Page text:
TL:DR Because I had then lost this document, and so I do not lose it again, I am posting a PDF of The Woman’s Gun Pamphlet: A Primer on Handguns.
The pamphlet is notable for being published in 1975 by an anonymous “group of women who have spent our lives living in danger of attack from men.”
For more on the reasons I needed this document recently, please read on. . .
I have been furiously working on a revision of my article on the evolution of American gun culture for an upcoming issue of The ANNALS of the American Academy of Political and Social Science. As noted on “Light Over Heat,” I received some excellent feedback on my original draft from an anonymous peer reviewer. One critique was that I needed to flesh out the seeds of Gun Culture 2.0 that were planted in the 1960s and 70s. So for the past week, I have launched myself down this intellectual rabbit hole like a drunk New Jersey high schooler at (Class) Action Park.
In tracing the roots of Gun Culture 2.0, I want to avoid the temptation to make it a story about the National Rifle Association (NRA). I generally downplay the importance of the NRA (perhaps too much) in my work to counteract every other scholar who overplays the centrality of the NRA.
For example, I was recently re-reading Caroline Light’s book, Stand Your Ground: A History of America’s Love Affair with Lethal Self-Defense. (If you replace “history” with “critique,” you get a better idea of where she is coming from.) In any event, at one point Light writes, “Armed citizens such as Arizonan Carrie Lightfoot . . . have helped bolster the NRA’s appeal to women.” Lightfoot founded The Well Armed Woman in 2012 for reasons she explains on her website. To reduce Lightfoot’s work to bolstering the NRA’s appeal to women both slights her efforts and gives too much credit to the NRA. Sure, the NRA brought Lightfoot on board once she was already established, as they did with Colion Noir and Chris Cheng on NRATV. But all were significant figures in the gun culture outside the NRA prior to their formal association.
To bolster my own argument about the roots of Gun Culture 2.0 outside the NRA, I have been looking at women’s self-defense in the 1970s. As Caroline Light herself recognizes, a movement for self-defense empowerment for women was developing out of the Second Wave Feminism of the 1960s. Model Mugging was founded in 1971 and the Women’s Self-Defense Council in 1975. Roe v Wade was decided in 1973. The struggle for women’s bodily autonomy was a thing during that time period, as it is still today.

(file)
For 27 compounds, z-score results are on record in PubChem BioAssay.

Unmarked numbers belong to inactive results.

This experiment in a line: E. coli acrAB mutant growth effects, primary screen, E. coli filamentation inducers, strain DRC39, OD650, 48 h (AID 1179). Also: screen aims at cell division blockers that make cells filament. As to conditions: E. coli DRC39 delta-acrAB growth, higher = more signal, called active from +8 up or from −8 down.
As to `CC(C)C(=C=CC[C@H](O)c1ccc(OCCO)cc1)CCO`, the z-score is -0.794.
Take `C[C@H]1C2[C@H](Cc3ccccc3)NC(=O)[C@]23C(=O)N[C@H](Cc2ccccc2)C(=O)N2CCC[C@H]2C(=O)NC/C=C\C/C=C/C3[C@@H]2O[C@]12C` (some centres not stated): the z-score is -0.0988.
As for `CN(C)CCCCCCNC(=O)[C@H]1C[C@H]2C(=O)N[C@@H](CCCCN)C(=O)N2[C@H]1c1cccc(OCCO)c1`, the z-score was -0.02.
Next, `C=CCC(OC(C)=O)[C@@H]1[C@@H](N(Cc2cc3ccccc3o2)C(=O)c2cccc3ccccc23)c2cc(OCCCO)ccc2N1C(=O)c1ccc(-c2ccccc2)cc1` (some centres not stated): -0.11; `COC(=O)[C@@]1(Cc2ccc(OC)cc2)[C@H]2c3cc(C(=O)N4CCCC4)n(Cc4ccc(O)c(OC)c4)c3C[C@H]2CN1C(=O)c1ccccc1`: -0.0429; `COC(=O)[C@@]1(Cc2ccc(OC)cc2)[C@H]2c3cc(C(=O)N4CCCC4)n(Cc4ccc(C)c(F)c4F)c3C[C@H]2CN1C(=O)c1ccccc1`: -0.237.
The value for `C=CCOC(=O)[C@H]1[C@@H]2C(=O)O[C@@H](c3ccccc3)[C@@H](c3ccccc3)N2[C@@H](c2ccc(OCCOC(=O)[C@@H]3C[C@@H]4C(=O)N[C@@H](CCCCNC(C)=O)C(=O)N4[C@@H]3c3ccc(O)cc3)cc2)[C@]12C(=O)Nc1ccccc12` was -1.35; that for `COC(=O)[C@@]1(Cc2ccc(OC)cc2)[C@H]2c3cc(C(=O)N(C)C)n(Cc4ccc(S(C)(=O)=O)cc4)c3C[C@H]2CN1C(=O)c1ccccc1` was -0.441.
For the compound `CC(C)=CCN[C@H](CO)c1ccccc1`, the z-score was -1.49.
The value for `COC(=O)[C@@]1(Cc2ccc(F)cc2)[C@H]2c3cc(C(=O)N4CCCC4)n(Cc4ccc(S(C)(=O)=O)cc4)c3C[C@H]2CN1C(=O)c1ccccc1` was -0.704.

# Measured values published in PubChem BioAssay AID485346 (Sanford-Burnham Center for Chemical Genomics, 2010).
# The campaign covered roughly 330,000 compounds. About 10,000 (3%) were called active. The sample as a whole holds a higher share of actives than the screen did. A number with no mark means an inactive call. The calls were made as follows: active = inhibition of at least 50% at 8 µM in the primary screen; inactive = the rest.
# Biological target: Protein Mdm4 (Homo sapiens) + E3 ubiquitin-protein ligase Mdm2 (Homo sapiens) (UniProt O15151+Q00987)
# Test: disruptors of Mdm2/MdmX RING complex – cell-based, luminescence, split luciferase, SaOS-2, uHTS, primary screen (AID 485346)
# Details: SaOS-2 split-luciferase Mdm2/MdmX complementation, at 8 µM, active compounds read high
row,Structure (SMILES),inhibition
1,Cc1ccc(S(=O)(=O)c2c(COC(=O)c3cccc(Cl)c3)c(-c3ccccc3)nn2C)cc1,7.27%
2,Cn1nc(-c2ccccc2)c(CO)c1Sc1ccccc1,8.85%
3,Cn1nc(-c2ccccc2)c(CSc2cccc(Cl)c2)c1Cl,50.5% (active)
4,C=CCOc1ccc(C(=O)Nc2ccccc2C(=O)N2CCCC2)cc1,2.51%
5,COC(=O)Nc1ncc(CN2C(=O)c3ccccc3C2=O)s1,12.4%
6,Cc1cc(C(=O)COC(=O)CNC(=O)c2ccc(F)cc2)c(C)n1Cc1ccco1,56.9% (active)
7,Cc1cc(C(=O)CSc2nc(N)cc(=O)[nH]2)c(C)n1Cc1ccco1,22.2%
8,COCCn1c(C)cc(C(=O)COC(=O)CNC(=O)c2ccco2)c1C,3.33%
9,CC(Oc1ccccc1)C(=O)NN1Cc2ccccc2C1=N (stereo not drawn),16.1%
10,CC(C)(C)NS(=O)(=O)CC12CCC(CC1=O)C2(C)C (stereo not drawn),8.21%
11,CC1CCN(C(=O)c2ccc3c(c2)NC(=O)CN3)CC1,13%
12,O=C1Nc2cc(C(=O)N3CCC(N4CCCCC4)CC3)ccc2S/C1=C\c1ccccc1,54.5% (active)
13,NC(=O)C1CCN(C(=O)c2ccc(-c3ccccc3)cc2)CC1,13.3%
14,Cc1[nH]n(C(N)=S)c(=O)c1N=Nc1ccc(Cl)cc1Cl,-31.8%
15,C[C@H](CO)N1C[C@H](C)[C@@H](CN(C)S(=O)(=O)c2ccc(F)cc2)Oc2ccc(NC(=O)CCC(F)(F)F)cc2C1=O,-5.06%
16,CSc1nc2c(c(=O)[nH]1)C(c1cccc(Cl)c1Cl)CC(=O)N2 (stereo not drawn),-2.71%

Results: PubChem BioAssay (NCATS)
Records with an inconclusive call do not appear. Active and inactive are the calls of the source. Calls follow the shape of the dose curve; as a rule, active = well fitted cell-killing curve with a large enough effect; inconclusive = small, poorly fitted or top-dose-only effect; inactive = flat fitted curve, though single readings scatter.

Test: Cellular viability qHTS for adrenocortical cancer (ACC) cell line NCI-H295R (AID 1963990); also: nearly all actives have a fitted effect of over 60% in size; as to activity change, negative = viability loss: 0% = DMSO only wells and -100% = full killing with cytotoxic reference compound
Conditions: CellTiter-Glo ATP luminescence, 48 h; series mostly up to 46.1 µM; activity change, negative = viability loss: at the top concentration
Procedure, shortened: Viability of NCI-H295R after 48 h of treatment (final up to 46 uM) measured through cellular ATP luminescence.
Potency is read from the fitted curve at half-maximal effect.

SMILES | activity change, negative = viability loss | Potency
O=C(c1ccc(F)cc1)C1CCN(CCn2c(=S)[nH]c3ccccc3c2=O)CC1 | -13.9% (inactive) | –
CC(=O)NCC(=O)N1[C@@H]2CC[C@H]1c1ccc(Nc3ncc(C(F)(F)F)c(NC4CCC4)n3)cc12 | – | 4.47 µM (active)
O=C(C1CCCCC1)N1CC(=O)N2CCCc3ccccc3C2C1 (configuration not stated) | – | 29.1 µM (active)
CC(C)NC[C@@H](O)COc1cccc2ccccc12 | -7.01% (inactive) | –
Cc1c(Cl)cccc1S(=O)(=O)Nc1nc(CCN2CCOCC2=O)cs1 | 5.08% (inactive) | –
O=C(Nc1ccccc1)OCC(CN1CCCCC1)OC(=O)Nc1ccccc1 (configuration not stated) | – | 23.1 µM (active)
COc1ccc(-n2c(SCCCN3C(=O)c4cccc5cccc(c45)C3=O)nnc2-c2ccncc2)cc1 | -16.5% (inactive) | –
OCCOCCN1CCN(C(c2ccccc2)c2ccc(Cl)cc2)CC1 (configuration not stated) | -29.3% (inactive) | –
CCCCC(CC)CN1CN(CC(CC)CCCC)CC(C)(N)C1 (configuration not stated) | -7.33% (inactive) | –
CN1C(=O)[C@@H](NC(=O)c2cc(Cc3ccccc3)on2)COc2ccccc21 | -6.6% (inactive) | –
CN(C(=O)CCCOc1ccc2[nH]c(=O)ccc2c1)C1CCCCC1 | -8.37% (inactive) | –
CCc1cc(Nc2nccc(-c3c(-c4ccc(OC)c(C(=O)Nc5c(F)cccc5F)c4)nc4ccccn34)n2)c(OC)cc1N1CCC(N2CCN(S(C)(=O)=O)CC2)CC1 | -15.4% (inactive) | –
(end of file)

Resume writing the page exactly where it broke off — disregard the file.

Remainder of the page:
These are the roots of what sociologist Martha McCaughey would later call “physical feminism” in her book Real Knockouts. And this is the context within which The Woman’s Gun Pamphlet was born in 1975.
As civilian gun training became more popular in the late 1970s and early 1980s, some adherents to physical feminism continued to incorporate armed self-defense. After all, the legal justification for use of deadly force in self-defense includes not just the possibility of death but also grave bodily injury, which includes rape, as McCaughey points out.
As is often the case, the NRA played cultural catchup after it noticed women’s growing interest in physical self-defense. It capitalized on it with programs in the 1970s like Women in the NRA and the 1990s’ “Refuse To Be a Victim.” This led to a critical response in which anti-gun people argued that women were being “seduced by the NRA’s ads” and were victims of the NRA’s “patriarchal double-dealing” (McCaughey 1997, 140). McCaughey’s response: “We cannot blame or credit NRA advertisements for the entire self-defense movement.”
This is a good reminder in general, even today, as many seek to equate gun culture with — or, more accurately, to reduce it to — the NRA.
ADDENDUM: I forgot to include a screencap of one of the pages of The Woman’s Gun Pamphlet which strongly resonates today as we see movements for and against women’s bodily autonomy today.